Scouting with an iPad

By Dave McKibben

Using an iPad to automate the arduous task of recruiting made a lot of sense to Ohio State women’s hockey coach Nate Handrahan. But after months of surfing the Internet, he wondered if anyone would ever develop such a tool.

Then earlier this year, Handrahan found a match. West Shore Technologies, a Bay Area startup, had developed an iPad app for scouting, evaluating and recruiting in a variety of sports like soccer, basketball, lacrosse and baseball, but not for hockey.

That didn’t stop Handrahan, who began pursuing West Shore CEO Gregg Jacobs the way a defenseman tracks an attacking winger. “As Gregg put it, I was patiently persistent with them,” Handrahan said. “Eventually, Gregg reached out to me and asked if I would help develop the hockey app.”

Handrahan was more than happy to help Jacobs build the app, a beta version of which was completed in August. So as Ohio State’s coaching staff hit the recruiting trail in late August, they all had iPads tucked under their arms with Hockey Scout installed. While his peers scouted using Numbers on their iPads or scribbling notes on a pad of paper, Handrahan rated players in eight skill areas, typed notes and recorded voice memos with a touch to his iPad screen.

Handrahan said the close-knit community of collegiate hockey coaches is taking some time getting used to seeing him with his new toy at the rink.

“There’s definitely some rubbernecking going on out there,” said Handrahan, who along with his assistants has already used Hockey Scout extensively at close to a dozen events. “Coaches are wondering just what we are doing with the iPad.”

Some are more than just a little curious. Vermont, Yale, St. Cloud State, Connecticut College, Clarkson and Norwich women’s ice hockey programs have followed Ohio State’s lead and joined the iPad revolution.

“Hockey Scout is getting a lot of interest,” states Jacobs. “The adoption rate of Hockey Scout may be faster than any of their other products. 

Vermont assistant Grant Kimball has employed SportsBoard Hockey Scout at three recent recruiting events and he can’t see himself returning to a pad and pen. Ever.

“With the paper and pen method, I would come back and spend seven hours inputting my notes into another database,” he said. “Hockey Scout accomplishes the same thing in minutes and has already saved me three days of data entry.

 “The notes are organized in such a way that they are extremely readable. No longer do we have to have a two-hour meeting explaining what we’ve all written. The meetings take 15 minutes now. So we use that extra time to focus on player development, which ultimately will help make our team better.”

Hockey Scout enables its customers to sync their iPads with the SportsBoard Server to populate tournament rosters and schedules, eliminating the need for coaches to lug around bulky tournament packets. Kimball estimates that he might scout 1,500 players over the course of a year, narrowing that pool to 35 or 40 that he seriously tracks.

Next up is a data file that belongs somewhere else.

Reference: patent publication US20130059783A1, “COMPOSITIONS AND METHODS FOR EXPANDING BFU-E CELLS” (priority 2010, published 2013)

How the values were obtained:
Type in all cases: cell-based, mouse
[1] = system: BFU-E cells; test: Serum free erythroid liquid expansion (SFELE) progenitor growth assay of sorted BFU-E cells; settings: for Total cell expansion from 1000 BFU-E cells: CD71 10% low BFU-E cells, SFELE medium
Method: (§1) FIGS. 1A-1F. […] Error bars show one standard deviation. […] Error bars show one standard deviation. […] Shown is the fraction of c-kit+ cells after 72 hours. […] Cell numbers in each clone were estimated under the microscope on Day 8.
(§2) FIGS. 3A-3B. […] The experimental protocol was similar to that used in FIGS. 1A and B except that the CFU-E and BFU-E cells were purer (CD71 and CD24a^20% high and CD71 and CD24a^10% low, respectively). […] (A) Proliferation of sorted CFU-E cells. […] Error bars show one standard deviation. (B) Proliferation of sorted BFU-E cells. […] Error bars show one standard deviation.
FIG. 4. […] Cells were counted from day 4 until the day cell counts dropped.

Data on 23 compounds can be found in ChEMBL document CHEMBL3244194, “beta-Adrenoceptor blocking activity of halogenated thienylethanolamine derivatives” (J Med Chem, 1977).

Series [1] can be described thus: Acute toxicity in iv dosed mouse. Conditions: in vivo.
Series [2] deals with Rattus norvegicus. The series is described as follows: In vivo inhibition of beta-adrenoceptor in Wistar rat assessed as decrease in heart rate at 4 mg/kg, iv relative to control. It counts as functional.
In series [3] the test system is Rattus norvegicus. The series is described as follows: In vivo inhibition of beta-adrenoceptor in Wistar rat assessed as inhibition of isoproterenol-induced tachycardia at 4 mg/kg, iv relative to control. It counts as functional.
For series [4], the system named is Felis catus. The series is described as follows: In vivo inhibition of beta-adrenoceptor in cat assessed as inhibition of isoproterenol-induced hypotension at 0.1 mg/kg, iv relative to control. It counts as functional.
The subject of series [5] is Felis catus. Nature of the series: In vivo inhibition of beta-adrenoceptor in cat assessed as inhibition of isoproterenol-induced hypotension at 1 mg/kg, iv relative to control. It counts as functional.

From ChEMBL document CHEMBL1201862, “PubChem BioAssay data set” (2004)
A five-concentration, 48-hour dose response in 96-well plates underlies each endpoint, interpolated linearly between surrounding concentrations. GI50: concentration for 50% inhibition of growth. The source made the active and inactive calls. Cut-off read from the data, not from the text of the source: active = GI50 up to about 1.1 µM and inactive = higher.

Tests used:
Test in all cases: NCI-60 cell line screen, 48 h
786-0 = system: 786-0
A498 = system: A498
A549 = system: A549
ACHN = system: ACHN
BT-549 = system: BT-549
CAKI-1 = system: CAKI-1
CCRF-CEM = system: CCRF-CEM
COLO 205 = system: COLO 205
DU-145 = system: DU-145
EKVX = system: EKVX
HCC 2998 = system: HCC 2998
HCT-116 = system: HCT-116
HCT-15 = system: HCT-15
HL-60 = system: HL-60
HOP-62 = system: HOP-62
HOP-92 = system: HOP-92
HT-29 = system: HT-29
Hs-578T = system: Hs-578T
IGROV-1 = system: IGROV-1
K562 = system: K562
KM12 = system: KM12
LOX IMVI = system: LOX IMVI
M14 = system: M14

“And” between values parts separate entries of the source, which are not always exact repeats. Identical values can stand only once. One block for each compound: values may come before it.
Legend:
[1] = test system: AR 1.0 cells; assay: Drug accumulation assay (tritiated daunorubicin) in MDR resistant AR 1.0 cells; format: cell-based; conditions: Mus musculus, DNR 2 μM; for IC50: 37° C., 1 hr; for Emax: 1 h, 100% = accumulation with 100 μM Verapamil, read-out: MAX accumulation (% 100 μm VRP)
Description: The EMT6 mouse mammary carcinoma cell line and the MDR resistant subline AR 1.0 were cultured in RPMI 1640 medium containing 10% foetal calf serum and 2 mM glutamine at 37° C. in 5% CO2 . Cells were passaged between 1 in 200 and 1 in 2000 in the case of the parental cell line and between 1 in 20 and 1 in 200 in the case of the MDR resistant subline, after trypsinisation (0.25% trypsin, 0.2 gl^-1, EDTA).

“When we’re seeing that many kids, efficiency is everything,” Kimball said. “For us, SportsBoard is basically an information organizer.”

Handrahan didn’t think the old school paper and pen method of recruiting was necessarily ineffective, just inefficient.

“We’ve always done a pretty thorough job of recruiting; it just took a lot more time,” Handrahan said. “That was time that might take away from in-house player development or preparation for an opponent.

“You have to manage recruiting well because recruiting is your lifeline. You can’t get much done if you don’t have good players.”

Winny Brodt, director of an elite girls’ hockey training program in Minnesota, said she sees the new recruiting tool as a game changer in the sport.

“This device is revolutionary and it’s the way of the future for recruiting,” said Brodt, a former U.S. Women’s National team player. “It allows coaches to attain more player information with much less work. It also helps coaches keep their player contacts a lot more organized and easily accessible.”

So far, hockey coaches have only used SportsBoard for recruiting purposes. But coaches in other sports have deployed it to scout opponents, give video and audio feedback to campers at sports camps they host, and evaluate their own players.

For those coaches who don’t have an iPad yet or are more comfortable with an iPhone, there is SportsBoard Lite, which enables coaches to capture text notes, voice memos, photos and video on their phone.

 “For the coach who texts his players and recruits with his/her iPhone,” Jacobs said. “SportsBoard Lite is a great way to start realizing efficiency gains from just note-taking.”

Handrahan said he won’t even try to predict how many college coaches will be tapping their iPads at recruiting events in the coming years. But he knows it won’t be because the technology is too sophisticated.

“If my two-year-old can open up an iPad and figure out how to color with it,” he said. “I think most coaches will get it.”

Yale assistant Eddie Ardito, who expects use Hockey Scout at some two dozen tournaments this recruiting season, said he wouldn’t be surprised if SportsBoard Hockey Scout began infiltrating the professional game in the near future.

“The NHL guys are scouting a lot more kids than we are on the college level,” he said. “So they need a professional scouting system even more than we do. This is definitely a device that could help the entire coaching circle from an efficiency standpoint.”